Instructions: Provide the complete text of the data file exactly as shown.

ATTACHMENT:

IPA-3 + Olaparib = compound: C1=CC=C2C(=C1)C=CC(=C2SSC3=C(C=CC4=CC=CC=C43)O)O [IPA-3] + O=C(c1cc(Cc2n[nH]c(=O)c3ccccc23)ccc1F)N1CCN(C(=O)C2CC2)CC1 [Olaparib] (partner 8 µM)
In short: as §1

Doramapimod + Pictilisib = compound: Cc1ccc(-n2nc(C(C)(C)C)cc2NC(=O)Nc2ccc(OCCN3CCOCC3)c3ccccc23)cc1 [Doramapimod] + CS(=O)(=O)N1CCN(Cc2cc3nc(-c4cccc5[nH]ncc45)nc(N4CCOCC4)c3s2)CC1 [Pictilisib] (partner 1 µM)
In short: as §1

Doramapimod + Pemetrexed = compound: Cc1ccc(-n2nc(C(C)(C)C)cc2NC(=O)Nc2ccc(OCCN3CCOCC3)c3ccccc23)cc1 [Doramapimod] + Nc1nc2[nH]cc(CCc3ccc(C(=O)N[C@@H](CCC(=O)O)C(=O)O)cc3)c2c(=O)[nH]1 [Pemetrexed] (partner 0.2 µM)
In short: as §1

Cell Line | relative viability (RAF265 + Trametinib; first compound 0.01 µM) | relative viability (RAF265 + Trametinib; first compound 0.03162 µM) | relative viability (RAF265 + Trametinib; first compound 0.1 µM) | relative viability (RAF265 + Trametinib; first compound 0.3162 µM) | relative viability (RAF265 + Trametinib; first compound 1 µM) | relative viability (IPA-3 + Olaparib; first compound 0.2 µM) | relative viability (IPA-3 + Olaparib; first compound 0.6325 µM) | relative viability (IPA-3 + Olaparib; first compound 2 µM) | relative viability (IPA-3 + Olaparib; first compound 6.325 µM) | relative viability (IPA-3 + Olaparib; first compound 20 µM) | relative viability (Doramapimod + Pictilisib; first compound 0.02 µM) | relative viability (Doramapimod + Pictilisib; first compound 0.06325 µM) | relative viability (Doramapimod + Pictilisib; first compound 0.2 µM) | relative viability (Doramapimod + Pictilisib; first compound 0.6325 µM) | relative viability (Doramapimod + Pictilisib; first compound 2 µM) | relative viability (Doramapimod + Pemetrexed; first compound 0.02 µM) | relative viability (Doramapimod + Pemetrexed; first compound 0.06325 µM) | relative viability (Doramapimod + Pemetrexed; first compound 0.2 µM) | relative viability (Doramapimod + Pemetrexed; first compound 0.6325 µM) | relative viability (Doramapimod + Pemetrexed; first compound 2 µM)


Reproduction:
IPA-3 + Olaparib = compound: C1=CC=C2C(=C1)C=CC(=C2SSC3=C(C=CC4=CC=CC=C43)O)O [IPA-3] + O=C(c1cc(Cc2n[nH]c(=O)c3ccccc23)ccc1F)N1CCN(C(=O)C2CC2)CC1 [Olaparib] (partner 8 µM)
In short: as §1

Doramapimod + Pictilisib = compound: Cc1ccc(-n2nc(C(C)(C)C)cc2NC(=O)Nc2ccc(OCCN3CCOCC3)c3ccccc23)cc1 [Doramapimod] + CS(=O)(=O)N1CCN(Cc2cc3nc(-c4cccc5[nH]ncc45)nc(N4CCOCC4)c3s2)CC1 [Pictilisib] (partner 1 µM)
In short: as §1

Doramapimod + Pemetrexed = compound: Cc1ccc(-n2nc(C(C)(C)C)cc2NC(=O)Nc2ccc(OCCN3CCOCC3)c3ccccc23)cc1 [Doramapimod] + Nc1nc2[nH]cc(CCc3ccc(C(=O)N[C@@H](CCC(=O)O)C(=O)O)cc3)c2c(=O)[nH]1 [Pemetrexed] (partner 0.2 µM)
In short: as §1

Cell Line | relative viability (RAF265 + Trametinib; first compound 0.01 µM) | relative viability (RAF265 + Trametinib; first compound 0.03162 µM) | relative viability (RAF265 + Trametinib; first compound 0.1 µM) | relative viability (RAF265 + Trametinib; first compound 0.3162 µM) | relative viability (RAF265 + Trametinib; first compound 1 µM) | relative viability (IPA-3 + Olaparib; first compound 0.2 µM) | relative viability (IPA-3 + Olaparib; first compound 0.6325 µM) | relative viability (IPA-3 + Olaparib; first compound 2 µM) | relative viability (IPA-3 + Olaparib; first compound 6.325 µM) | relative viability (IPA-3 + Olaparib; first compound 20 µM) | relative viability (Doramapimod + Pictilisib; first compound 0.02 µM) | relative viability (Doramapimod + Pictilisib; first compound 0.06325 µM) | relative viability (Doramapimod + Pictilisib; first compound 0.2 µM) | relative viability (Doramapimod + Pictilisib; first compound 0.6325 µM) | relative viability (Doramapimod + Pictilisib; first compound 2 µM) | relative viability (Doramapimod + Pemetrexed; first compound 0.02 µM) | relative viability (Doramapimod + Pemetrexed; first compound 0.06325 µM) | relative viability (Doramapimod + Pemetrexed; first compound 0.2 µM) | relative viability (Doramapimod + Pemetrexed; first compound 0.6325 µM) | relative viability (Doramapimod + Pemetrexed; first compound 2 µM)